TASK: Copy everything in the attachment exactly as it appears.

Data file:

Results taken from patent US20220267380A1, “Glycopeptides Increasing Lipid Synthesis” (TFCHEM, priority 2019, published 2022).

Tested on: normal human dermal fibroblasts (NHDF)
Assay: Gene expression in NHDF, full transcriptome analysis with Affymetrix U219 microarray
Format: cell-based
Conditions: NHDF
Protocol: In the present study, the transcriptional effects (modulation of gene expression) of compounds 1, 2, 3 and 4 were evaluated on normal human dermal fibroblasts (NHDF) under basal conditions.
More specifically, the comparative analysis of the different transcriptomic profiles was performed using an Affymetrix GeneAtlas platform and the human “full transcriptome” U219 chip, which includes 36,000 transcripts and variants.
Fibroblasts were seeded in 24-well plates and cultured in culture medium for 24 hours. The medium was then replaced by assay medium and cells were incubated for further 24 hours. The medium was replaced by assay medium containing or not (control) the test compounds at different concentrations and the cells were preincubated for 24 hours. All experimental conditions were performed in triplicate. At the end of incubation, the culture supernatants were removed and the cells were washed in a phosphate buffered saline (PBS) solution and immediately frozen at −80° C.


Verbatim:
Results taken from patent US20220267380A1, “Glycopeptides Increasing Lipid Synthesis” (TFCHEM, priority 2019, published 2022).

Tested on: normal human dermal fibroblasts (NHDF)
Assay: Gene expression in NHDF, full transcriptome analysis with Affymetrix U219 microarray
Format: cell-based
Conditions: NHDF
Protocol: In the present study, the transcriptional effects (modulation of gene expression) of compounds 1, 2, 3 and 4 were evaluated on normal human dermal fibroblasts (NHDF) under basal conditions.
More specifically, the comparative analysis of the different transcriptomic profiles was performed using an Affymetrix GeneAtlas platform and the human “full transcriptome” U219 chip, which includes 36,000 transcripts and variants.
Fibroblasts were seeded in 24-well plates and cultured in culture medium for 24 hours. The medium was then replaced by assay medium and cells were incubated for further 24 hours. The medium was replaced by assay medium containing or not (control) the test compounds at different concentrations and the cells were preincubated for 24 hours. All experimental conditions were performed in triplicate. At the end of incubation, the culture supernatants were removed and the cells were washed in a phosphate buffered saline (PBS) solution and immediately frozen at −80° C.